Electric Smoker Brisket Recipe For The Beginner

Electric Smoker Brisket Recipe For The Beginner

Electric smoker Brisket is one dish that’s just perfect for smoking. Beef briskets are quite tough and are best cooked by smoking them since the slow smoking process helps break down the hard tissues, which means you get real tender meat, just the way you want to savor it. You can of course go for a traditional smoker, using wood, pellets, gas etc., to smoke the brisket but that would mean spending hours tending to the meat.

Brisket is simple, needing perhaps 30 minutes of actual work and preparation. Accurate to say, that start to finish can extend as long as 15 hours. However, if you have the correct tools (a sharp blade, unlined butcher paper and a digital thermometer) and a little know-how and persistence, anybody can make a delicious brisket.

electric smoker brisket

The alternative, and quite a good one at that, is to go for an electric smoker, wherein you’re able to avoid having to continuously spend your time trying to keep the fire on at the right heating temperature. As long as you keep the meat ready ahead of the cooking, and then smoke it at the temperature for the right duration, you can be assured of some real succulent and tasty beef brisket, without spending hours at the smoker. Mind you, brisket smoking is all about cooking at the right temperature, which an electric smoker is better equipped to deliver as compared with the conventional smokers.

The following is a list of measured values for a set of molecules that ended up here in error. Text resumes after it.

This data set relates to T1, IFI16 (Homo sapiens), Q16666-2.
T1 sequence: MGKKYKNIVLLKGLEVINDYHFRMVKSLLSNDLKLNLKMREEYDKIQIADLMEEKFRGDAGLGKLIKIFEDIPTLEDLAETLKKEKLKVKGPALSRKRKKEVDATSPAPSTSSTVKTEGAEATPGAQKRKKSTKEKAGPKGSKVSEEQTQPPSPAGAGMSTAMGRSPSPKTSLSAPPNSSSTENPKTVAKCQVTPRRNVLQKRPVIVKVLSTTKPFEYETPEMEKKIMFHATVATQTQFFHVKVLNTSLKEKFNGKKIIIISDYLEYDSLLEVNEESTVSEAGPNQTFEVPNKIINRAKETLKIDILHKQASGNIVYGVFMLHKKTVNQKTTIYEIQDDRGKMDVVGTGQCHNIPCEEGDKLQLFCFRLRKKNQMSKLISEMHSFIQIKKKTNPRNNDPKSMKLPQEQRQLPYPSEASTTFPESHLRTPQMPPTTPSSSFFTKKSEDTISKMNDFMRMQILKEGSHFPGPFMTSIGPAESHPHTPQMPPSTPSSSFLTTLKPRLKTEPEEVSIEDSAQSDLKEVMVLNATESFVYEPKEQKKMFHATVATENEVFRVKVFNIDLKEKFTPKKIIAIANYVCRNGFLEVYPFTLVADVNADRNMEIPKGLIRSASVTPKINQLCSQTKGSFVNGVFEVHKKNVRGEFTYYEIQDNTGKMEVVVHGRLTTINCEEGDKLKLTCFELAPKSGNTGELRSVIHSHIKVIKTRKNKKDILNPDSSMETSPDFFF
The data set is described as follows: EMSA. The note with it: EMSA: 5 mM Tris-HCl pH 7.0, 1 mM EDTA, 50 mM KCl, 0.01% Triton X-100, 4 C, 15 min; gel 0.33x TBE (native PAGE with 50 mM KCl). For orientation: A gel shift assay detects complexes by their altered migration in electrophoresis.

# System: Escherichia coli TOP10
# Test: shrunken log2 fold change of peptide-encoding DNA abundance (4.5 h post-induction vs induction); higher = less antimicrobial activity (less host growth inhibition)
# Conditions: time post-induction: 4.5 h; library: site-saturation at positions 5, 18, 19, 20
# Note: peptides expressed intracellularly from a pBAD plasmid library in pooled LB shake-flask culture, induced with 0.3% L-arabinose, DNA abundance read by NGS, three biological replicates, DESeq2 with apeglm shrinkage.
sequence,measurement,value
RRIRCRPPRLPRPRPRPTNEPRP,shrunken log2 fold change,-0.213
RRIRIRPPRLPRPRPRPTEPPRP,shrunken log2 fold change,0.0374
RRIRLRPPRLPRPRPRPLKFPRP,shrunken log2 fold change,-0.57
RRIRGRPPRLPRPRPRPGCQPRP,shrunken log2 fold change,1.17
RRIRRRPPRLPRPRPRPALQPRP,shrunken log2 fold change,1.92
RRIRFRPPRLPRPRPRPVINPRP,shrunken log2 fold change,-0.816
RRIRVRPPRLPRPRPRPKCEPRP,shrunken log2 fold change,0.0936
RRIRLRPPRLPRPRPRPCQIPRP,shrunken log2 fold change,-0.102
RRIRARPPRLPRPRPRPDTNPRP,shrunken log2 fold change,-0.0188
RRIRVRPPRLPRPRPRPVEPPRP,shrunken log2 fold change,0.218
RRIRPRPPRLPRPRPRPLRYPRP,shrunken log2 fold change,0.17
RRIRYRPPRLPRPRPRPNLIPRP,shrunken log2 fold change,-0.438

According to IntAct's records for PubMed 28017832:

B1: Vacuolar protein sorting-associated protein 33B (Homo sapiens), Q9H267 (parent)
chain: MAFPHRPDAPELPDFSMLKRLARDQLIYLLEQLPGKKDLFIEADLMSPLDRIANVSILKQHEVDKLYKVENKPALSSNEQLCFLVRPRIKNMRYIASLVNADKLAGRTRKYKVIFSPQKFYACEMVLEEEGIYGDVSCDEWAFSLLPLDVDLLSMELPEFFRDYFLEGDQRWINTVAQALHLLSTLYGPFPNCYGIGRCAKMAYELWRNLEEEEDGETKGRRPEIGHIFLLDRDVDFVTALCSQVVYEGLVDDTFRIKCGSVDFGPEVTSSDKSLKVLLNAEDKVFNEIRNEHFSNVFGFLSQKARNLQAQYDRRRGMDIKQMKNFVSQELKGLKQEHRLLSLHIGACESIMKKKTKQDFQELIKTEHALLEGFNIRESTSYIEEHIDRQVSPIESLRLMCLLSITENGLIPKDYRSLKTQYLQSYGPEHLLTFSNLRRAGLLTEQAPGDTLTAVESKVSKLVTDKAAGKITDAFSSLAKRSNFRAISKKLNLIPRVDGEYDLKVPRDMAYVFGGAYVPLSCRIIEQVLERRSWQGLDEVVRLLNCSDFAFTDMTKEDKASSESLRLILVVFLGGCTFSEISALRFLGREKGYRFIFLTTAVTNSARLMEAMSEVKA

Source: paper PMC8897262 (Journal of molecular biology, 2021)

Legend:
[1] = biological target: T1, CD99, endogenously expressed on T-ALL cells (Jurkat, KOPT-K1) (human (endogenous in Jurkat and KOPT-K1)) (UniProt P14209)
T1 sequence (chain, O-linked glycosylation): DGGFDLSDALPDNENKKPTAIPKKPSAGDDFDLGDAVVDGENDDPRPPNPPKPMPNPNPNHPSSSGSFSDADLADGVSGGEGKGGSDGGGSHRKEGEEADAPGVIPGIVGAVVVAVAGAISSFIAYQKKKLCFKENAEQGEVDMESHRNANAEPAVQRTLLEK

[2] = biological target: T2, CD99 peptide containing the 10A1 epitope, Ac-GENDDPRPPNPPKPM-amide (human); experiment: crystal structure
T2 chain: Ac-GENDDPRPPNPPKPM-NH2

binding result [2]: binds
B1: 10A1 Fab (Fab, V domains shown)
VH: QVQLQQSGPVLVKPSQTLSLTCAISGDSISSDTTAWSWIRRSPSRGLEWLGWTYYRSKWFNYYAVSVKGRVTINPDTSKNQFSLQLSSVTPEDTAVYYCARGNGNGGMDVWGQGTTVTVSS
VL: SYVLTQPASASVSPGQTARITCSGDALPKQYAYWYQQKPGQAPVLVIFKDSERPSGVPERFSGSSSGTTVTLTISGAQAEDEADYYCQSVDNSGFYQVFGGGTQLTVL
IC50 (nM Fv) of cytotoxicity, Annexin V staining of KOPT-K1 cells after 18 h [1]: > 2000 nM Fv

Preparing the meat

To get your brisket just perfectly done in an electric smoker, you should ideally prepare the meat at least a day before. The preparation involves marinating the non-frozen brisket after trimming the fat on it. The marinated beef should be kept wrapped in plastic in the refrigerator, to be taken out about an hour before putting it in the electric smoker.

Preparing the smoker

The main thing about getting the smoker ready for smoking the brisket is to ensure proper heating. We recommend you follow a Masterbuilt electric smoker brisket recipe for this. The ideal temperature you need to maintain for cooking brisket in an electric smoker (in fact in any smoker) is around 200 degrees F. If, for some reason, your smoker can’t get the temperature at this level, then just ensure that you keep it at low. And remember, you need to maintain the temperature at this level for at least 6 hours or so to get the brisket perfectly cook.

One good thing about an electric smoker is that most of the models come equipped with an in-built thermometer, with which you can ensure the right temperature for the right duration of cooking/smoking time.

Tips for electric smoker brisket

poke brisket

To ensure that your brisket smoking temperature is right, poke it with a toothpick or some other sharp object once the smoker reaches the temperature of 195 degree F. If it’s soft, showing no resistance to the sharp object, then it just needs to be done for another 30 minutes before being fully cooked. After that it simply requires some resting time so that it gets fully tenderized.